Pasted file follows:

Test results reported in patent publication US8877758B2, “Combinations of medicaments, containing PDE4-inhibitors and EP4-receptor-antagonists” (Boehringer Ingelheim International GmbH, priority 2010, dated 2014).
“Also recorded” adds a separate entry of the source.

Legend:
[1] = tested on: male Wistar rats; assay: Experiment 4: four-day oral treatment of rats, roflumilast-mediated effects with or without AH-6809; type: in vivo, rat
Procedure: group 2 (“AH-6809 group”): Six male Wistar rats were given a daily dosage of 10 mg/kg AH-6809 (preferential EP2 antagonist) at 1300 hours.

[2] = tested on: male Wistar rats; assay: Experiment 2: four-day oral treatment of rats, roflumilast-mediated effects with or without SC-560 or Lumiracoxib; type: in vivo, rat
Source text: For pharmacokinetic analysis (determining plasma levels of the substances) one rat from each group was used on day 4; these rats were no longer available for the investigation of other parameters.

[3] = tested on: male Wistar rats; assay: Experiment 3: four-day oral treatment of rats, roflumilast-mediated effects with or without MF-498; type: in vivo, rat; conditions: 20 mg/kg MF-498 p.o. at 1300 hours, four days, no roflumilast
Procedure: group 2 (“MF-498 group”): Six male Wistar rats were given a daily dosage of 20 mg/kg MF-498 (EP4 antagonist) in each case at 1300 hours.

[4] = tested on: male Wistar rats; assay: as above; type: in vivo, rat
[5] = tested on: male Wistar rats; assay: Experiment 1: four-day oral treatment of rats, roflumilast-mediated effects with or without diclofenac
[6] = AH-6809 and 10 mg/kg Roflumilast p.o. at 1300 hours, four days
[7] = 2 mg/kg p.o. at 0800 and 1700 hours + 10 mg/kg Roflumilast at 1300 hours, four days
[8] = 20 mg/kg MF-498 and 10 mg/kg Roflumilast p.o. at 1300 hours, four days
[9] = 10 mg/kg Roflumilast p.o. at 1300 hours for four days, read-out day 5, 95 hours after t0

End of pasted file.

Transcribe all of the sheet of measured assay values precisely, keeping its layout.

Test results reported in patent publication US8877758B2, “Combinations of medicaments, containing PDE4-inhibitors and EP4-receptor-antagonists” (Boehringer Ingelheim International GmbH, priority 2010, dated 2014).
“Also recorded” adds a separate entry of the source.

Legend:
[1] = tested on: male Wistar rats; assay: Experiment 4: four-day oral treatment of rats, roflumilast-mediated effects with or without AH-6809; type: in vivo, rat
Procedure: group 2 (“AH-6809 group”): Six male Wistar rats were given a daily dosage of 10 mg/kg AH-6809 (preferential EP2 antagonist) at 1300 hours.

[2] = tested on: male Wistar rats; assay: Experiment 2: four-day oral treatment of rats, roflumilast-mediated effects with or without SC-560 or Lumiracoxib; type: in vivo, rat
Source text: For pharmacokinetic analysis (determining plasma levels of the substances) one rat from each group was used on day 4; these rats were no longer available for the investigation of other parameters.

[3] = tested on: male Wistar rats; assay: Experiment 3: four-day oral treatment of rats, roflumilast-mediated effects with or without MF-498; type: in vivo, rat; conditions: 20 mg/kg MF-498 p.o. at 1300 hours, four days, no roflumilast
Procedure: group 2 (“MF-498 group”): Six male Wistar rats were given a daily dosage of 20 mg/kg MF-498 (EP4 antagonist) in each case at 1300 hours.

[4] = tested on: male Wistar rats; assay: as above; type: in vivo, rat
[5] = tested on: male Wistar rats; assay: Experiment 1: four-day oral treatment of rats, roflumilast-mediated effects with or without diclofenac
[6] = AH-6809 and 10 mg/kg Roflumilast p.o. at 1300 hours, four days
[7] = 2 mg/kg p.o. at 0800 and 1700 hours + 10 mg/kg Roflumilast at 1300 hours, four days
[8] = 20 mg/kg MF-498 and 10 mg/kg Roflumilast p.o. at 1300 hours, four days
[9] = 10 mg/kg Roflumilast p.o. at 1300 hours for four days, read-out day 5, 95 hours after t0